DAWN Tulloch, her son Paul and his younger brother Dylan have been coming to Francis House for more than 14 years.
Francis House Children’s Hospice offers care for children and young people who have a life-limiting or life-threatening conditions and provides essential support for their families.
The Manchester-based hospice is comprised of two buildings connected by a link corridor. Francis House for children and their families opened its doors in 1991 and Francis Lodge for teenagers and young adults launched in 2014.
Dawn Tulloch was introduced to the hospice when her son Paul was four years old. Paul, now 18, has severe cerebral palsy and seizures, as he’s grown older, he has developed scoliosis and hip displacement.
“When I was first told about Francis House I’ll be honest I was a bit reserved. I’d been through a lot with Paul, and it was twelve months after his major surgery. I thought they want him to go there because he’s not got long left and I wasn’t ready for that.
“The homecare team then met me and invited us to visit. We came and have never looked back since.”
Once a child is accepted at Francis House they can continue to come to the hospice as they get older. The young people are not transitioned to adult services. They can use Francis Lodge and the hospice services until either they choose not to or until they come to the end of their lives.
“When Francis Lodge opened it was amazing because it allowed me to remember that it doesn’t stop when Paul is 18 – it continues, which was comforting for me that I wasn’t going to lose the service and that the care for Paul will continue.
“Paul loves coming here. When he’s happy you see his face light up and he looks very stimulated. They’ve got multiple sensory rooms, the jacuzzi and a cinema room.”
Francis Lodge is a parent-free zone, equipped to cater for young people of all abilities and independence is encouraged. The six bedrooms are named after cities of the world, and each has a TV which is connected to a media system with films and songs as well as gaming available in every room.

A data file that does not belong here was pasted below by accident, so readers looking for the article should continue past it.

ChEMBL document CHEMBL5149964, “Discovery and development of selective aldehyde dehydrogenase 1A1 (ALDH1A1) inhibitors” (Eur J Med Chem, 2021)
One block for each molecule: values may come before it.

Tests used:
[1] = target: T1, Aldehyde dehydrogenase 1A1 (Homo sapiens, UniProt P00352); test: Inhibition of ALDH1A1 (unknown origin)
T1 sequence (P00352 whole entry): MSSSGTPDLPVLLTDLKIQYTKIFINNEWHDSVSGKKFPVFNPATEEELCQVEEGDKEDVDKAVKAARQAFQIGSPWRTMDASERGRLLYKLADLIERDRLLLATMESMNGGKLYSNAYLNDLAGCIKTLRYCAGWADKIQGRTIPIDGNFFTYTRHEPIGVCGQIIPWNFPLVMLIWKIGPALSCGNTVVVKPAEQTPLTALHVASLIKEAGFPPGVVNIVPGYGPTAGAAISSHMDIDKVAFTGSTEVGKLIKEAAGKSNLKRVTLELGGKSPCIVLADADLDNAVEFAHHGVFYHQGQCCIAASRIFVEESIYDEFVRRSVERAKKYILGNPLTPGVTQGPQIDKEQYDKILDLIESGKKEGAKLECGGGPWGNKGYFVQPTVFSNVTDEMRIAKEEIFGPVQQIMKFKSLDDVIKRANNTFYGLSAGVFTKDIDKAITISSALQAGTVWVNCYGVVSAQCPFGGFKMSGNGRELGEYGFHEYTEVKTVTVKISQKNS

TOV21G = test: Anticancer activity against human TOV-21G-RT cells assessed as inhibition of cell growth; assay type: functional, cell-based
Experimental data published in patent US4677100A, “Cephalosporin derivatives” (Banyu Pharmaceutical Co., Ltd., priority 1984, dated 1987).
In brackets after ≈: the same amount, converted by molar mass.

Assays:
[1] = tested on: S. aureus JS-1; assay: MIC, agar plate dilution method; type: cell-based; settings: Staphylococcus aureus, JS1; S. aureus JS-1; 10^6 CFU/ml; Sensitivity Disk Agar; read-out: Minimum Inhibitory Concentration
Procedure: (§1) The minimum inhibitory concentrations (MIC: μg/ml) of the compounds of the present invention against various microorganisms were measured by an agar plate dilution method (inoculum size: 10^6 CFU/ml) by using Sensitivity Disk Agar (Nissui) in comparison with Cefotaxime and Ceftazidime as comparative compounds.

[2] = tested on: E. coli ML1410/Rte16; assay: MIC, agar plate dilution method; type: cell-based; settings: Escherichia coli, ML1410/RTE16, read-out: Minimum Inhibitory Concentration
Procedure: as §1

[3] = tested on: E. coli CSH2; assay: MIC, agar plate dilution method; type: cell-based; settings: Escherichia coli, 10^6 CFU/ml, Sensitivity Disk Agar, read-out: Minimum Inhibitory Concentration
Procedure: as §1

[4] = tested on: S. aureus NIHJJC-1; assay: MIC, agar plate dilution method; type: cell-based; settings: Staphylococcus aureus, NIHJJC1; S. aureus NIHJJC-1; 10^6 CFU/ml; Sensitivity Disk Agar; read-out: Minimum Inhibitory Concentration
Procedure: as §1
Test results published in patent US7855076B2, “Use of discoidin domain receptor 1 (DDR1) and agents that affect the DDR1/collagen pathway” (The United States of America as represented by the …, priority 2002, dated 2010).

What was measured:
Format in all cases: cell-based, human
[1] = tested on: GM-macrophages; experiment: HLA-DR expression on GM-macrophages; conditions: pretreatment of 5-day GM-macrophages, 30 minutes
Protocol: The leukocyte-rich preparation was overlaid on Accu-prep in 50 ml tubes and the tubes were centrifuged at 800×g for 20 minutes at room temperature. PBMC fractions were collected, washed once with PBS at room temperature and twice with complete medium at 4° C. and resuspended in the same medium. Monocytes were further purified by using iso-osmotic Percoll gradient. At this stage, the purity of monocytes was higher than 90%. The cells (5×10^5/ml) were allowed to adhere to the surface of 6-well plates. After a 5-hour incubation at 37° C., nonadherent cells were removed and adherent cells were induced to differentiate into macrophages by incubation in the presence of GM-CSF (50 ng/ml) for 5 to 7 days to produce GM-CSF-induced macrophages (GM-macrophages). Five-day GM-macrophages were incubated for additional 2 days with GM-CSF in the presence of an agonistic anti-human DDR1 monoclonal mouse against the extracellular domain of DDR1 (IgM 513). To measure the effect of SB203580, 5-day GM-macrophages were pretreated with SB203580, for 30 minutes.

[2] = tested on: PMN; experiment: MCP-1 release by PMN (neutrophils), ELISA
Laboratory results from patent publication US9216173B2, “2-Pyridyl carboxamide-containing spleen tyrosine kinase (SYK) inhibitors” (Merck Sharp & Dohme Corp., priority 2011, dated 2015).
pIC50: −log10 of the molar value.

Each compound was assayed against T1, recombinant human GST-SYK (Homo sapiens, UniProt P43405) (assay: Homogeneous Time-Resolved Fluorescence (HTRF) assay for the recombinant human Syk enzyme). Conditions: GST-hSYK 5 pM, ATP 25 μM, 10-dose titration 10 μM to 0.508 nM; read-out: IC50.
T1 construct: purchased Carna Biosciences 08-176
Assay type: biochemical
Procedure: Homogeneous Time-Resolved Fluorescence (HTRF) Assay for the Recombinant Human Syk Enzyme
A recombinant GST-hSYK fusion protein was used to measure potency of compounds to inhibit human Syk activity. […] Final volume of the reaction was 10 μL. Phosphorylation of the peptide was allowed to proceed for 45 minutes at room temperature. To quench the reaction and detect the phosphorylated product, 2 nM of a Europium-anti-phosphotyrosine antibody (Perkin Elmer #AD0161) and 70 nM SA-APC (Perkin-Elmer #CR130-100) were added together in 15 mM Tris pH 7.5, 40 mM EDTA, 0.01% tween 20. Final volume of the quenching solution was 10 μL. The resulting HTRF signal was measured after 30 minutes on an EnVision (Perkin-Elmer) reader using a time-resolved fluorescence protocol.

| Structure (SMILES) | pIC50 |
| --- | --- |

There are two flats available in the Lodge for a brother/sister or a friend of a similar age (over 13) to stay. In addition, there is a bed settee in every bedroom to enable siblings or friends to stay in the same room if they prefer.
“It gives me a chance to have ‘me’ time – and recharge my batteries to be able to carry on and care for Paul. It is very tiring looking after a child or young person with complex needs and it allows me to have the energy to do it all again.”
Solicitor and Assistant to the Chief Executive, Rachael Taylor, is assisting Dawn so that she can make decisions about Paul’s welfare in the future.
“As Paul’s got older it’s got more difficult. The world is not adapted or equipped for people like Paul. You can’t take them out, there are no changing facilities. It restricts your family life because you can’t do things.
“I’ve got Dylan at home and people seem to forget that, we can’t do things as a family, and it puts a lot of pressure on you.
“Paul is classed as an adult now and as a parent, I have to apply to the Court of Protection to be appointed as his deputy. Paul can’t make decisions for himself, he’ll need a bank account as eventually, he’ll get his own benefits, but he can’t physically apply for things like that.
“Being Paul’s deputy will allow me to make decisions which I think are in his best interest like the places for him to go to for respite.
“If it wasn’t for Francis House, I’d have to go to a solicitor who doesn’t really know anything about Paul, his condition, and why it is that I’m fighting to be able to make the right decisions for him.”
It costs approximately £12,900 a day to keep Francis House open. The majority of this comes from voluntary donations. For more information, please visit: www.francishouse.org.uk.